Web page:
“Ruinous” agricultural policies forced upon poor countries by donor governments and financial institutions are to blame for the food crisis that threatens 100 million people with hunger, according to the international anti-poverty group Christian Aid.

The report, “Fighting Food Shortages: Hungry for Change,” called for “fundamental changes” in the way the international community seeks to influence agricultural and trade policies in the developing world.

“Nothing less than a pro-poor revolution in agricultural thinking” is required to stop the crisis from worsening, said the report, released on the eve of the recent G8 summit meeting in Japan.

Leaders of the world’s wealthiest nation drew fire at that meeting for, just hours after stating they were “deeply concerned” about rising food shortages and unneeded consumption, dined on a lavish six-course lunch and eight-course dinner served by their Japanese host.

According to Christian Aid, one major long-term cause of food shortages is that, in return for trade and aid, poor countries are forced to accept trade liberalization, which undercuts their ability to raise food for themselves.

Requiring poorer nations to remove protective tariffs in return for aids and loans forces their markets to compete with heavily subsidized crops from richer nations, the report said, forcing local farmers out of business.

Because many poor countries do not grow enough food to feed their own populations, they have to buy supplies from abroad, which have recently more than doubled in price.

One part of the problem, the study said, is that new markets have shifted much planting away from food production to cash crops like tobacco and flowers. That includes demand in the United States for biofuels, which has led to diverting of corn from food to fuel throughout the Americas. Ethanol production has increased about tenfold in the last 10 years.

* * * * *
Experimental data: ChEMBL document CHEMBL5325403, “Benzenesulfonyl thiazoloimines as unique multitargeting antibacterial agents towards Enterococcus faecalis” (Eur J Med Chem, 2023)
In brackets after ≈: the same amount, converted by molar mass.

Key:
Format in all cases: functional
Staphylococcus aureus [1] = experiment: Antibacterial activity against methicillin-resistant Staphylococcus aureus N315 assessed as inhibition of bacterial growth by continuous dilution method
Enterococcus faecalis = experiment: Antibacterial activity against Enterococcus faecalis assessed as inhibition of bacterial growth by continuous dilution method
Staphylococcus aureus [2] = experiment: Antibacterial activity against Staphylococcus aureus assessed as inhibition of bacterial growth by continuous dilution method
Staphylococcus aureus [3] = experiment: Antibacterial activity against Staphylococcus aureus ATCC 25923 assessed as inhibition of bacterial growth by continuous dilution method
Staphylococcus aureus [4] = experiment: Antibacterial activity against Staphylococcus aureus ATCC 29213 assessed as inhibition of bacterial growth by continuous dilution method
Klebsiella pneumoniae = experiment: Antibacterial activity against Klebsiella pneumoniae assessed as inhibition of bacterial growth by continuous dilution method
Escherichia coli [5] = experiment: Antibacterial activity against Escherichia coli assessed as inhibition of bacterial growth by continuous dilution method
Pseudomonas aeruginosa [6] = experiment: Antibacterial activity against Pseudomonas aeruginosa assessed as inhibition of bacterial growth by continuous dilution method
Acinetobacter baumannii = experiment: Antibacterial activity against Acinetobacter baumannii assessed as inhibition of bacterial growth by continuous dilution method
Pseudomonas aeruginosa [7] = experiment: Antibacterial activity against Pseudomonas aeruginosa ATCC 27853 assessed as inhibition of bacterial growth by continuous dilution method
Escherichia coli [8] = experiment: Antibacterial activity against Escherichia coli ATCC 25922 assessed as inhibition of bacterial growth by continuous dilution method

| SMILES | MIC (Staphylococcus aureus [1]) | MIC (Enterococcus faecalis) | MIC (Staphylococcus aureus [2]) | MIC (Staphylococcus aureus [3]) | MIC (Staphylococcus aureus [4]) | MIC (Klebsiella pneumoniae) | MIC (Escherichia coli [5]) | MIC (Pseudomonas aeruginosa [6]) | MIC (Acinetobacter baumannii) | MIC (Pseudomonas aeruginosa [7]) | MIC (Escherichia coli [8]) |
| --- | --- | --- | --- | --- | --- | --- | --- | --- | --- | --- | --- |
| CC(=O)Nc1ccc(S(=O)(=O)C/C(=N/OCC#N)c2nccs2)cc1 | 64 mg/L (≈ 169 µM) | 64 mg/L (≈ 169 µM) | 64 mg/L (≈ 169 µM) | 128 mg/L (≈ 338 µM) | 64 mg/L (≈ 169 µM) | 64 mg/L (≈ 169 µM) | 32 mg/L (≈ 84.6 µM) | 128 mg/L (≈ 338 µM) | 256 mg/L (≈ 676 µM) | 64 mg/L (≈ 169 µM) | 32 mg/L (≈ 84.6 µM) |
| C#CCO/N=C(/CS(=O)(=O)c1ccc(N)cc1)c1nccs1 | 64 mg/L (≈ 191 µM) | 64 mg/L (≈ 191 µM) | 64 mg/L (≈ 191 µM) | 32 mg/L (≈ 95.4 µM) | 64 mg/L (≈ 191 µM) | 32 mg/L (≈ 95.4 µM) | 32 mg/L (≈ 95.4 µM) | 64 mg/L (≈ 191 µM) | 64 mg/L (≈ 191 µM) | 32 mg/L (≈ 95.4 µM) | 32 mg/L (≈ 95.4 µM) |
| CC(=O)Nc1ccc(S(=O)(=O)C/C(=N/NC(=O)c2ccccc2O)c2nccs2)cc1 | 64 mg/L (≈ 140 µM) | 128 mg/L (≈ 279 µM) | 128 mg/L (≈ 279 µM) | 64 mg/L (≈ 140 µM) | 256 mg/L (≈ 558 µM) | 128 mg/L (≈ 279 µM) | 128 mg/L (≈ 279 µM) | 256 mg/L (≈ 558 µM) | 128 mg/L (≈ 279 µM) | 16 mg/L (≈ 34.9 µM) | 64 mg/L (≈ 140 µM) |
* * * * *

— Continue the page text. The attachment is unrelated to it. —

The price of oil has more than doubled over the past year, pushing up costs both to grow and transport food. The report also blamed global warming for droughts and other extreme weather events that have hit some of the main grain-exporting countries hard.

The report called the food security crisis “a life-threatening emergency” for more than 800 million people who lacked sufficient food even before the current crisis.

It called for a wide range of reforms, including investment in small-scale staple food production, market development, infrastructure, science and technology–first and foremost to counter global warming–to avoid future emergencies

It also challenged “the doctrinaire belief” that “free trade” is an engine that always drives economic growth.

Christian Aid called for improving the plight of women, who in some parts of the world are responsible for up to 70 percent of their country’s food production.

BMS World Mission is focusing on food security this year in its annual “Harvest” resource.

Entitled “For the Least of These,” the resource is inspired by Matthew 25:40: “Lord, when did we ever see you hungry and feed you? Or thirsty and give you something to drink?… The King will say, ‘I tell you the truth, when you did it to one of the least of these my brothers and sisters, you were doing it to me!'”

Bob Allen is managing editor of EthicsDaily.com.

Also see:

What Will We Do about Hunger When Bread Prices Are Linked to Oil Prices?

Resource link:

“Always ¦Therefore: The Church’s Challenge of Global Poverty”

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